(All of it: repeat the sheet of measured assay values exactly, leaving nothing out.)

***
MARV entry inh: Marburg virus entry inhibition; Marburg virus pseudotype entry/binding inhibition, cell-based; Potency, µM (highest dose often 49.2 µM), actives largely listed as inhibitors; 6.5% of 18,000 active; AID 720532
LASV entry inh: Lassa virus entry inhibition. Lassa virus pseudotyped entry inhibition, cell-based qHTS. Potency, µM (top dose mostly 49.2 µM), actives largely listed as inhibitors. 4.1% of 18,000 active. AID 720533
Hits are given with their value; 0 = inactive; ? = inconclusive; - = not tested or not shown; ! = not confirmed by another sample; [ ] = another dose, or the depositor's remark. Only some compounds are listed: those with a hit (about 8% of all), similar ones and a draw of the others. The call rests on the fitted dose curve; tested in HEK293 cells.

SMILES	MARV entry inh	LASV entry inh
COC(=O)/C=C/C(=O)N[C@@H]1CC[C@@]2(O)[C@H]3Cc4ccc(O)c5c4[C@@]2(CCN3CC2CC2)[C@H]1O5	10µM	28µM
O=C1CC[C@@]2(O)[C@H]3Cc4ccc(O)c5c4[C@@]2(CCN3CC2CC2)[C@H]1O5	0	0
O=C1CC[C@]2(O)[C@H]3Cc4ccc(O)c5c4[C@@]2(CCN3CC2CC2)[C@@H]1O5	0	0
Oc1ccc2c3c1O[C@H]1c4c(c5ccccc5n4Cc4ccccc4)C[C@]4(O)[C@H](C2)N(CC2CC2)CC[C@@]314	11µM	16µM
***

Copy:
MARV entry inh: Marburg virus entry inhibition; Marburg virus pseudotype entry/binding inhibition, cell-based; Potency, µM (highest dose often 49.2 µM), actives largely listed as inhibitors; 6.5% of 18,000 active; AID 720532
LASV entry inh: Lassa virus entry inhibition. Lassa virus pseudotyped entry inhibition, cell-based qHTS. Potency, µM (top dose mostly 49.2 µM), actives largely listed as inhibitors. 4.1% of 18,000 active. AID 720533
Hits are given with their value; 0 = inactive; ? = inconclusive; - = not tested or not shown; ! = not confirmed by another sample; [ ] = another dose, or the depositor's remark. Only some compounds are listed: those with a hit (about 8% of all), similar ones and a draw of the others. The call rests on the fitted dose curve; tested in HEK293 cells.

SMILES	MARV entry inh	LASV entry inh
COC(=O)/C=C/C(=O)N[C@@H]1CC[C@@]2(O)[C@H]3Cc4ccc(O)c5c4[C@@]2(CCN3CC2CC2)[C@H]1O5	10µM	28µM
O=C1CC[C@@]2(O)[C@H]3Cc4ccc(O)c5c4[C@@]2(CCN3CC2CC2)[C@H]1O5	0	0
O=C1CC[C@]2(O)[C@H]3Cc4ccc(O)c5c4[C@@]2(CCN3CC2CC2)[C@@H]1O5	0	0
Oc1ccc2c3c1O[C@H]1c4c(c5ccccc5n4Cc4ccccc4)C[C@]4(O)[C@H](C2)N(CC2CC2)CC[C@@]314	11µM	16µM